RMA Resistor and Flexible Resistor Color Codes
Number of zeros
after second figure
Basis of the RMA Resistor Color Code System
The basis of the RMA Resistor Color code system is that all resistance values
(in ohms) may be indicated by means of a system of three colors painted on
the resistor in the form of narrow bands, dots, or as a body color. The
percent of tolerance in the resistance value may be indicated by a fourth
band of color.
Different manufactures adopted several different convenient arrangements for
marking these color bands and dots on the resistors, but the same basis
system applies to all of them. The system is as follows:
- (1) the first figure of the resistance value in ohms is represented
by one of the colors.
- (2) the second figure is represented by another one of the colors.
- (3) the number of zeros following the second figure is represented by
the third color.
- (4) the percent tolerance in the indicated resistance value is
represented by the fourth color. Gold = 5%, Silver = 10%, and
resistors rated at 20% bear no color bar.
Arrangements Used Commercially for Marking the Color Dots and
Bands on Molded Fixed Resistors
- Figures 1 and 2
- (1) the first figure of the resistance value in ohms is
indicated by the body color (A) of the resistor.
- (2) the second figure is indicated by the color of one
end (B) of the resistor.
- (3) the number of zeros following the second figure is
indicated by the color of a dot (C) --Figure 1, or a band (C)
---Figure 2, at the center of the resistor. When no center dot or band
exists, it is to be assumed that the dot, or band is of the same color as
the body and the number of zeros is judged from that color.
- (4) The percent of tolerance of the resistance value is
indicated by another colored band (D) (either gold or silver) at the
other end of the resistor. In the absence of the tolerance band, the
tolerance value is assumed to be +/- 20%.
Color Coding of Flexible Type Resistors
Flexible fabric-covered wire-wound resistors are also RMA coded by three
identifying colors, the same as molded resistors. The method of
identification is as follows:
If either the thick or thin thread is missing, it is assumed to be there,
carrying the same color as the body.
- Figure 3
- (1) the body color (A) represents the first figure of the
resistance value in ohms.
- (2) the thickest thread (triple thread) color (B)
represents the second figure.
- (3) the thinnest thread (single-thread) color (C) represents
the number of zeros following the two figures.
Figures 4 and 5
The consecutive colored band arrangements shown figures 4 and 5 are a later
marking arrangement widely used on molded resistor--especially those provided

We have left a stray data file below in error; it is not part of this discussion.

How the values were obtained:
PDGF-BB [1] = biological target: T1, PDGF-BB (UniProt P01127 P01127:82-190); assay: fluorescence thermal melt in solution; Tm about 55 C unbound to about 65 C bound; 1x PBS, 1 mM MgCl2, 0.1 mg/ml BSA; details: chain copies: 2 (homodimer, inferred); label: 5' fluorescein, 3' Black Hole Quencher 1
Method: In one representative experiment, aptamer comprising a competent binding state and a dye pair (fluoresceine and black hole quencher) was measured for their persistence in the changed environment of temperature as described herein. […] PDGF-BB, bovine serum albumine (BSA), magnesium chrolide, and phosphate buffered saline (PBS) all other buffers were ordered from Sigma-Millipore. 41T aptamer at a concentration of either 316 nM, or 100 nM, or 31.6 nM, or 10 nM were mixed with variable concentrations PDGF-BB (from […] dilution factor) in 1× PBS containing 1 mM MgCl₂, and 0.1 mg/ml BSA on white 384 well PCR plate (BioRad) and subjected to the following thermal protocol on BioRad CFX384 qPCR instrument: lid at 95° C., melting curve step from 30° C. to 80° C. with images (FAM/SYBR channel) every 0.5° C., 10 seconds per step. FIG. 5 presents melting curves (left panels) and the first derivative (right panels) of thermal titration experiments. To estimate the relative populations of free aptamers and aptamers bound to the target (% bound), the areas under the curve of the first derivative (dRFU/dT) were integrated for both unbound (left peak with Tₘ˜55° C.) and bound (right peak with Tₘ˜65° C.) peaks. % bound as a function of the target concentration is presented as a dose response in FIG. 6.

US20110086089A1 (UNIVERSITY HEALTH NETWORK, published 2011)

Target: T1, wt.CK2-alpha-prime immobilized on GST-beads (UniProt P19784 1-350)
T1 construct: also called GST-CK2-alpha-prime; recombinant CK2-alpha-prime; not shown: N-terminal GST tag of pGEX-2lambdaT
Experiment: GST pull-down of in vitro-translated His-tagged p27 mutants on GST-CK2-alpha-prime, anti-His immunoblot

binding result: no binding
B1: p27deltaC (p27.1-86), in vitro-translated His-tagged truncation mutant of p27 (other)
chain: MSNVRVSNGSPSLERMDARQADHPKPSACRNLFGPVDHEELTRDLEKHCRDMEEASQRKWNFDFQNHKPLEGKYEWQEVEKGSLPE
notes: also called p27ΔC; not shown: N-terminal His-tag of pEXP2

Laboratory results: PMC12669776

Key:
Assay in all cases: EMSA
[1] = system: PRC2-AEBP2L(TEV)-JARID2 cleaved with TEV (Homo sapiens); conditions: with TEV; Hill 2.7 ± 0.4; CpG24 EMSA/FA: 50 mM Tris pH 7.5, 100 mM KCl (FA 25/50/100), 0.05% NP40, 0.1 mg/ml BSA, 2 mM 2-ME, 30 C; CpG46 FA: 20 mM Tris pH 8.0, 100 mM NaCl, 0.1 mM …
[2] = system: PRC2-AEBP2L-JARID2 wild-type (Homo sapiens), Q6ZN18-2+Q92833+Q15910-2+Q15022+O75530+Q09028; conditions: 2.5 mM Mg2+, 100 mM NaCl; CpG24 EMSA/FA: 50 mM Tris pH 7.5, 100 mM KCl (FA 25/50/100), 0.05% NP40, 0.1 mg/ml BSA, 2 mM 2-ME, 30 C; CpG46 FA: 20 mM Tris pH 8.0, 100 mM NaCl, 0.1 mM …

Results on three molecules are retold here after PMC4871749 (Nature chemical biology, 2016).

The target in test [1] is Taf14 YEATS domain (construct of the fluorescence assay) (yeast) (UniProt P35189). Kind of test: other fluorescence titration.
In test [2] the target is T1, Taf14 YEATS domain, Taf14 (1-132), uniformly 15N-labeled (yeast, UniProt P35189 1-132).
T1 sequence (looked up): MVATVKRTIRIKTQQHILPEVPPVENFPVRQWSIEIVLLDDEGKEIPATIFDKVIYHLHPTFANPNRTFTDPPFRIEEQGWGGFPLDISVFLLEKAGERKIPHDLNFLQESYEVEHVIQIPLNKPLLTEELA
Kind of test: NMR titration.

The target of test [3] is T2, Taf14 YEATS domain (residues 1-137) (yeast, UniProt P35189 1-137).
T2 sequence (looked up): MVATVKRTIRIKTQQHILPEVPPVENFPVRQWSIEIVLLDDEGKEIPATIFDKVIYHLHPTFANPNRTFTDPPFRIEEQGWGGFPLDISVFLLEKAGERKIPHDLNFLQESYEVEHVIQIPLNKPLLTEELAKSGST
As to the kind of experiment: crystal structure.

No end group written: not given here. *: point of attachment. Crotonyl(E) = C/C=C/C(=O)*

with axial-type pigtail leads. In the marking arrangement shown in figure
4, the three (or four) bands are arranged side by side with band (A)
indicating the first significant figure of the resistance value.
The band arrangement shown in figure 5 differs only in the position of the
bands. Here, the three bands are located off-center on the resistor with the
starting band (A) nearest the center. This really amounts to the same
arrangement as figure 4, with the bands shifted to the right so that the
tolerance band (D) is at the end. The band are read the same as figure 4,
consecutively--left to right.
Some molded resistors look like small, narrow, mica capacitors. These are
ordinarily RMA color-coded by means of three identifying colored dots placed
as illustrated in Figure 6. These dots are read in sequence A-B-C, in the
same manner as explained for the markings for Figure 4.
The letter K is normally used to designate Kilo (thousand ) ohms, and M for Meg (million)
ohms. Example: 1K = 1,000 ohms -- 1.5M = 1,500,000 ohms. Be aware that on some early
schematics, the letter M may sometimes be used to designate the value of 1000.
Why Some Radio Manufactures Employed Odd-Value
Have you ever wondered why manufactures use odd values of resistors? Values
like 51,000 instead of 50,000, or 99,000 instead of 100,000.
Some of the larger manufactures--for example Philco--used mercury-vapor
lighting in their assembly plants. Certain colors are difficult to
distinguish under the bluish-green light of these lamps. To overcome this
difficulty, these manufactures employed odd-values of resistors. For example,
the black in the green-black-orange color of a 50,000-ohm resistor
is not clearly distinguishable under this light. Therefore, instead of using
a 50,000-ohm resistor, a 51,000-ohm unit was used instead, since each of the
code colors (green-brown-green) for this value would show up
sufficiently well. Likewise 99,000-ohm resistors were used in place of
100,000-ohm units, etc.
In practically all cases where such odd-value resistors are found in a set,
the next higher or lower 'even' value can be satisfactorily substituted.